"The groundwork of all happiness is health." - Leigh Hunt

Early menopause symptoms and migraines signal cardiac risks

February 15, 2024 – Regular hot flashes, night sweats and migraines in early maturity may mean the next risk of heart disease or stroke, a brand new study within the journal finds menopause suggests.

The risk of developing heart disease or other cardiovascular problems was 1.5% amongst women who often suffered from migraines and vasomotor symptoms – the medical term for night sweats and hot flashes during menopause – between the ages of 20 and 30. times higher than in women who rarely or never had the identical problems.

The risk of stroke was even higher in women who often suffered from hot flashes, night sweats and migraines over a 15-year period. The study analyzed data from nearly 2,000 women from their average age of 25 to their 40s.

The researchers found no independent increased risk of heart problems or stroke related to migraines or based on the regularity of night sweats and hot flashes. The finding suggests that the mix of symptoms could mean the next risk of heart problems or stroke in middle age.

About 18% of ladies of later childbearing age suffer from migraines, the study authors said, declaring that strokes have long been related to migraines and that the majority people have their first migraine before age 50.

The researchers also found that ladies who are suffering from migraines in addition to hot flashes and night sweats can likely reduce their risk of stroke or heart problems by quitting smoking and treating conditions equivalent to high blood sugar, high cholesterol and hypertension.

A separate studyalso published in menopause, identified risk aspects for normal night sweats and hot flashes in early maturity. The evaluation pointed to a few patterns of vasomotor symptoms in women of their 20s and 30s:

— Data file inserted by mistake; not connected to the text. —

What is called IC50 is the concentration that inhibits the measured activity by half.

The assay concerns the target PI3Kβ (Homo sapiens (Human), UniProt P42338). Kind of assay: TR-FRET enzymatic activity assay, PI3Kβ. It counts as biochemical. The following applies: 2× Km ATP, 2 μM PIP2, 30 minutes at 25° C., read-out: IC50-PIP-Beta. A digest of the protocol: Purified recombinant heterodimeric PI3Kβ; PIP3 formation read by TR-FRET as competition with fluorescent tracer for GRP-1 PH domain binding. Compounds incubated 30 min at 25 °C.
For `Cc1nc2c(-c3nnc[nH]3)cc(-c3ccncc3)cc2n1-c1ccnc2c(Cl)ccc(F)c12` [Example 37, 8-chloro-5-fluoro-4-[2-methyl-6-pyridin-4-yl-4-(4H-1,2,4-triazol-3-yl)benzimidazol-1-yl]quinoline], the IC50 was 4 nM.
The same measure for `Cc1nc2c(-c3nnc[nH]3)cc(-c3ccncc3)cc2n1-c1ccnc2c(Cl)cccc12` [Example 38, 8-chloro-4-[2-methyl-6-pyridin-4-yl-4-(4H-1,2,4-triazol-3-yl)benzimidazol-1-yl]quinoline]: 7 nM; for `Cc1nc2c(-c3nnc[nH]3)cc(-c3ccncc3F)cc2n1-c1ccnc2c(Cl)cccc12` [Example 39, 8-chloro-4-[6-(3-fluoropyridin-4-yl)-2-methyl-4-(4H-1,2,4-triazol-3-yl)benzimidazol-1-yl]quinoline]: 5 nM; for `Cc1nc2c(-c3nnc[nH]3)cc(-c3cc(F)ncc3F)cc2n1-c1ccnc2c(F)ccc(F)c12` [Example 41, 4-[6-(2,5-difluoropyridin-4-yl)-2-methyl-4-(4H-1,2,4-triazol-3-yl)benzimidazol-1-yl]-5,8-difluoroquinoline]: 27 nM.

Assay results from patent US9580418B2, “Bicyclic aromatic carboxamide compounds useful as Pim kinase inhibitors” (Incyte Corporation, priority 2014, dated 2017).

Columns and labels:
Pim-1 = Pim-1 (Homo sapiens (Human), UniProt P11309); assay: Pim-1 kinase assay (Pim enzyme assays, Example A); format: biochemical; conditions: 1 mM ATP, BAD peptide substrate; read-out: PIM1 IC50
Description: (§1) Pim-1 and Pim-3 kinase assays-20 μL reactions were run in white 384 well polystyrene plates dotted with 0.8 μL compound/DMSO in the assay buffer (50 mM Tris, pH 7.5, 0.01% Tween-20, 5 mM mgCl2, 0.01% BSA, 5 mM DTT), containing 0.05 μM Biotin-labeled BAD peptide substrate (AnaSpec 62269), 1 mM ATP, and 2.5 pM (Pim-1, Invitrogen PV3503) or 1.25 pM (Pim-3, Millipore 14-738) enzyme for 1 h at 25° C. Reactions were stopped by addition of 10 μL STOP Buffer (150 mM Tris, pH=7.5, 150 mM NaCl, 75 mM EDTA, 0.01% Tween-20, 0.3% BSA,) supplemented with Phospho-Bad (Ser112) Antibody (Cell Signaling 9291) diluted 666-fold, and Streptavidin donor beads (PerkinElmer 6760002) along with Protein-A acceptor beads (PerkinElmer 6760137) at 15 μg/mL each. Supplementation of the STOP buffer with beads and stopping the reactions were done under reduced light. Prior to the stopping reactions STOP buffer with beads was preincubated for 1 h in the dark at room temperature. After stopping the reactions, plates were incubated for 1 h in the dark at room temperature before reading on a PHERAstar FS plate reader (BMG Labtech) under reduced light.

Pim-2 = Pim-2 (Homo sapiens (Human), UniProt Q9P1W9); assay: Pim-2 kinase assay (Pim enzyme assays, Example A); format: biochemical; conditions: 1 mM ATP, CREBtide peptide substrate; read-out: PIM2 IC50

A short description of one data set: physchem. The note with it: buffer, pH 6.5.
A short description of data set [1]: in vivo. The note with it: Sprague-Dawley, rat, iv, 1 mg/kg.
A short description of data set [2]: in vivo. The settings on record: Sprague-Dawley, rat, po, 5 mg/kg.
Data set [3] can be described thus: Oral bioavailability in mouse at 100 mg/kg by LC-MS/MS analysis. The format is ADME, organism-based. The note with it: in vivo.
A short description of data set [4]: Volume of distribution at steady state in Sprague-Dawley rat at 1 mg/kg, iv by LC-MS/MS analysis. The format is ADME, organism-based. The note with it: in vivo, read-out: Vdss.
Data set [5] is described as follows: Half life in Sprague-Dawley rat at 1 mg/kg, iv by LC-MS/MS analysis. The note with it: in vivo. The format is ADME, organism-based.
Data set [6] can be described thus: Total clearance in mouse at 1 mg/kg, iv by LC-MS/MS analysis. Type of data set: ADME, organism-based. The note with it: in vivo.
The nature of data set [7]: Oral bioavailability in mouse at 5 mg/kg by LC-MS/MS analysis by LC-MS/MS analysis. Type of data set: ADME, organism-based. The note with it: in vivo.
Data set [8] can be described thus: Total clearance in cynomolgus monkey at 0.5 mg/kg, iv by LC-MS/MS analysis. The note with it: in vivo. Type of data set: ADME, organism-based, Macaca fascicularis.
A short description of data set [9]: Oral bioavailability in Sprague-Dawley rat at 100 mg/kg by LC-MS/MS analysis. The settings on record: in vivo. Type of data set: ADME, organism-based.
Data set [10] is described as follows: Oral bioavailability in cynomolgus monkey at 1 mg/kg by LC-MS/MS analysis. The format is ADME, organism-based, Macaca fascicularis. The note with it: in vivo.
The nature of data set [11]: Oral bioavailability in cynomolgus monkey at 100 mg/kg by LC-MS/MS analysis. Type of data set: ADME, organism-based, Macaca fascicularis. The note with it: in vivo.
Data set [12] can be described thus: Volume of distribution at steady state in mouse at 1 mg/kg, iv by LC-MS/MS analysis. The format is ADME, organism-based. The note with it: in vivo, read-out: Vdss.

• 40% had minimal symptoms
  • 27% had symptoms that increased over time
  • 33% had constant symptoms

Women who were black, had lower than a highschool education, showed symptoms of depression or migraines, smoked cigarettes or had a hysterectomy were more more likely to have persistent symptoms.

“The fear and anxiety that women with migraines and menopausal symptoms feel about cardiovascular risk is real – but these results suggest that focusing on prevention and correcting unhealthy habits and risk factors could help most women,” Catherine Kim, MD , MPH., an associate professor of internal medicine on the University of Michigan who was the lead writer of each studies, said in a opinion. “For the subgroup with migraines and early persistent hot flashes and night sweats, as well as those currently experiencing migraines in early adulthood, these results suggest the additional need to manage risks and address symptoms early.”